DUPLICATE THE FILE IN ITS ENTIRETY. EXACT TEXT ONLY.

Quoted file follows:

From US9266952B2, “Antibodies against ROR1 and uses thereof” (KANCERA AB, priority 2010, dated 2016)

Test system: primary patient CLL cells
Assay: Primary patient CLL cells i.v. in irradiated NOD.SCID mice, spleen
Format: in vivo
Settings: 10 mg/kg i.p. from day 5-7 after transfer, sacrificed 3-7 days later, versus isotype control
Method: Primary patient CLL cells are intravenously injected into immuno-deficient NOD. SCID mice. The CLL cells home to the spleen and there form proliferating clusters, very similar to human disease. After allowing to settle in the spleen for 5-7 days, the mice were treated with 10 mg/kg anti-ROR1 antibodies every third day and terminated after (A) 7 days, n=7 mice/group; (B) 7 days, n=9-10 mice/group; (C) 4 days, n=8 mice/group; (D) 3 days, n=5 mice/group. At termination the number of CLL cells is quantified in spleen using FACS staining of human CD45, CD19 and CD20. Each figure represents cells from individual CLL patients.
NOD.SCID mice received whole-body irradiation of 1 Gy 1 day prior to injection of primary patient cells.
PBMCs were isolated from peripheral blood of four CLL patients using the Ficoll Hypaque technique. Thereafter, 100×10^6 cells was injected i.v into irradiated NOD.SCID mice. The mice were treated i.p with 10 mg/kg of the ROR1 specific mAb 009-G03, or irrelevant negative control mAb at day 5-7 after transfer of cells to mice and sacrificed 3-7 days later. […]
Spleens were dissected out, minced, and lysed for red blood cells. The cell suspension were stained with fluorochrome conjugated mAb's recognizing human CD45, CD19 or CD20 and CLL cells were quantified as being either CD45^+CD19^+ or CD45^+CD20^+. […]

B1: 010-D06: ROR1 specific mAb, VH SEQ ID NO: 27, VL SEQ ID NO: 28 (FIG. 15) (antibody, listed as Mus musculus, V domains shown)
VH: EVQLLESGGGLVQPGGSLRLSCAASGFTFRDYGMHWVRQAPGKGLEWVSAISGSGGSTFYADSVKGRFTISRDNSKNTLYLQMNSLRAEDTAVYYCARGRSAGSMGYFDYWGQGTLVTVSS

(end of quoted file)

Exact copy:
From US9266952B2, “Antibodies against ROR1 and uses thereof” (KANCERA AB, priority 2010, dated 2016)

Test system: primary patient CLL cells
Assay: Primary patient CLL cells i.v. in irradiated NOD.SCID mice, spleen
Format: in vivo
Settings: 10 mg/kg i.p. from day 5-7 after transfer, sacrificed 3-7 days later, versus isotype control
Method: Primary patient CLL cells are intravenously injected into immuno-deficient NOD. SCID mice. The CLL cells home to the spleen and there form proliferating clusters, very similar to human disease. After allowing to settle in the spleen for 5-7 days, the mice were treated with 10 mg/kg anti-ROR1 antibodies every third day and terminated after (A) 7 days, n=7 mice/group; (B) 7 days, n=9-10 mice/group; (C) 4 days, n=8 mice/group; (D) 3 days, n=5 mice/group. At termination the number of CLL cells is quantified in spleen using FACS staining of human CD45, CD19 and CD20. Each figure represents cells from individual CLL patients.
NOD.SCID mice received whole-body irradiation of 1 Gy 1 day prior to injection of primary patient cells.
PBMCs were isolated from peripheral blood of four CLL patients using the Ficoll Hypaque technique. Thereafter, 100×10^6 cells was injected i.v into irradiated NOD.SCID mice. The mice were treated i.p with 10 mg/kg of the ROR1 specific mAb 009-G03, or irrelevant negative control mAb at day 5-7 after transfer of cells to mice and sacrificed 3-7 days later. […]
Spleens were dissected out, minced, and lysed for red blood cells. The cell suspension were stained with fluorochrome conjugated mAb's recognizing human CD45, CD19 or CD20 and CLL cells were quantified as being either CD45^+CD19^+ or CD45^+CD20^+. […]

B1: 010-D06: ROR1 specific mAb, VH SEQ ID NO: 27, VL SEQ ID NO: 28 (FIG. 15) (antibody, listed as Mus musculus, V domains shown)
VH: EVQLLESGGGLVQPGGSLRLSCAASGFTFRDYGMHWVRQAPGKGLEWVSAISGSGGSTFYADSVKGRFTISRDNSKNTLYLQMNSLRAEDTAVYYCARGRSAGSMGYFDYWGQGTLVTVSS